Type 2 diabetes is a leading cause of death and disability worldwide and pre-diabetes is a strong predictor of diabetes development. To date, studies estimating the prevalence of pre-diabetes in the Irish population are sparse and conflicting. Monitoring the prevalence of pre-diabetes and a knowledge of associated factors is required to inform policies and to prevent development of type 2 diabetes. Therefore, this research examined the prevalence and correlates of pre-diabetes in a sample of middle- to older-aged Irish adults using three different methods for diagnosis.
The Mitchelstown Cohort Rescreen (2016/17) was a follow-up, cross-sectional study of the Mitchelstown Cohort Study (2010/11). 1,378 participants were recruited from a random sample of patients attending a single primary care centre. Pre-diabetes was defined using three diagnostic criteria: American Diabetes Association (ADA) glycated haemoglobin A1c (HbA1c) cut-offs between 5.7%-6.4% (39-46 mmol/mol), World Health Organization International Expert Committee (WHO-IEC) HbA1c cut-offs between 6.0%-6.4% (42-46 mmol/mol) and ADA fasting plasma glucose (FPG) cut-offs between 5.6-6.9 mmol/l. Univariate and multivariable logistic regression analyses were used to determine factors associated with pre-diabetes.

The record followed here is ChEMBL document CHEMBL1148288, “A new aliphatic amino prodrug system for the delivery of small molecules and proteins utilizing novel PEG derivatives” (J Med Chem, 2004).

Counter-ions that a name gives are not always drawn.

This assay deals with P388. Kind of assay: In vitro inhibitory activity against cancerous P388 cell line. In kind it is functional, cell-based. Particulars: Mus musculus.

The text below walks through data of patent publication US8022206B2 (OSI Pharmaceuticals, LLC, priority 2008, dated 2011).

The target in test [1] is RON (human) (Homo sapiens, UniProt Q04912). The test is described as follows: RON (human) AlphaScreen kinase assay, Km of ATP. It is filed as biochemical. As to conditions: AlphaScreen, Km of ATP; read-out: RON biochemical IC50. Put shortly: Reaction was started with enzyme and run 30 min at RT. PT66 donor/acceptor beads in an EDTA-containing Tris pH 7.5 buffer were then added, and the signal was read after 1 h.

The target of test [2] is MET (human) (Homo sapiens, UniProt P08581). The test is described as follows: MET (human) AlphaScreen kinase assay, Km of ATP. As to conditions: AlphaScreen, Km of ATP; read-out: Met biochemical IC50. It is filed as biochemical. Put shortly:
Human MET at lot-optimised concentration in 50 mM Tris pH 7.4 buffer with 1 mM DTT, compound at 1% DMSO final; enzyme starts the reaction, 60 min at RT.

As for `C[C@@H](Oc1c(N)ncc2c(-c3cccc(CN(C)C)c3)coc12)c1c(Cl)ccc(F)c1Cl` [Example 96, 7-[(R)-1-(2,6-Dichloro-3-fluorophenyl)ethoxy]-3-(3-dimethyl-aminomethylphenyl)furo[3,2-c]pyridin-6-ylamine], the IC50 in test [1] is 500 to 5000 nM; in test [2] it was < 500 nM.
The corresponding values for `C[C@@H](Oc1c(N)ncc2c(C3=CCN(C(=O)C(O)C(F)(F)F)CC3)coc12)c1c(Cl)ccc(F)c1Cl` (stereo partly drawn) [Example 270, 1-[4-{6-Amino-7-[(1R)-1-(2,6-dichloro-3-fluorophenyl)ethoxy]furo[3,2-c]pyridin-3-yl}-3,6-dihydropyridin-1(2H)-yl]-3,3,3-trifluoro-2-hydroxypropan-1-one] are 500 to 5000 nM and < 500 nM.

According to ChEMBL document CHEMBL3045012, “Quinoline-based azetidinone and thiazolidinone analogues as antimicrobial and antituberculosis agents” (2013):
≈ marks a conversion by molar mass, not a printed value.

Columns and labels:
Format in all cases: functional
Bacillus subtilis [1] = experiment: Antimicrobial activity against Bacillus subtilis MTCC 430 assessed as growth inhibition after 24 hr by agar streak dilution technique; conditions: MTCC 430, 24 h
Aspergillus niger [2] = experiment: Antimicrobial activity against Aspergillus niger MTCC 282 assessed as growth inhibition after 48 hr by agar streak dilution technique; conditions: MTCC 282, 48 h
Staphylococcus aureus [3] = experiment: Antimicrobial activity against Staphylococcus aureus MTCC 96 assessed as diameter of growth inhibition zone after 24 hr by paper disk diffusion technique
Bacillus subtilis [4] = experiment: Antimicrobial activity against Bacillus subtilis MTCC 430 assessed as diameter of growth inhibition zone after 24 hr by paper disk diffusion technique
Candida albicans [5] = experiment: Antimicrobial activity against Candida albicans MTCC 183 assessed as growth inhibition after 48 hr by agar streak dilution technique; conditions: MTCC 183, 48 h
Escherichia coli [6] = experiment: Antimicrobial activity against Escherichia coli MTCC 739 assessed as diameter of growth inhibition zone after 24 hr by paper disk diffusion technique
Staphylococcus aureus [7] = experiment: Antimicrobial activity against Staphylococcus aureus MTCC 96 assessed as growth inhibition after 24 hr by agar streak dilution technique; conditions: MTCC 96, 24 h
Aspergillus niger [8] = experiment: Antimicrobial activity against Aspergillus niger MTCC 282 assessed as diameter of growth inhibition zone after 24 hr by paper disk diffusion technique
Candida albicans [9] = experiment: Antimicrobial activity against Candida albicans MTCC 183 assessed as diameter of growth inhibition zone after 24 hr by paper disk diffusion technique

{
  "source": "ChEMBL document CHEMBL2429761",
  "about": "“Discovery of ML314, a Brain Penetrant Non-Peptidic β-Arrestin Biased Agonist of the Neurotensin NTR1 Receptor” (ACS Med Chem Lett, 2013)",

The prevalence of pre-diabetes was found to be 43.9% (95% CI: 41.2%-46.5%), 14.5% (95% CI: 12.7%-16.5%) and 15.8% (95% CI: 13.9%-17.8%) according to HbA1c ADA, HbA1c WHO-IEC and FPG ADA definitions, respectively. Depending on diagnostic method, factors associated with pre-diabetes in univariate analyses included sex, age, marital status, health rating, education and poor diet quality. In multivariable analysis, subjects classified by the FPG ADA pre-diabetes criterion displayed the least optimal metabolic profile defined by overweight and obesity (OR = 2.88, 95% CI: 1.53-5.43), hypertension (OR = 2.27, 95% CI: 1.51-3.40) and low high-density lipoprotein cholesterol concentrations (OR = 1.75, 95% CI: 1.07-2.87).
The discordance between prevalence estimates according to method of diagnosis is concerning. A National Diabetes Prevention Programme is currently being developed in Ireland. Monitoring the prevalence of pre-diabetes over time will be important to assess the effectiveness of this programme. This study will inform national decision-makers on which definition of pre-diabetes to use for monitoring purposes.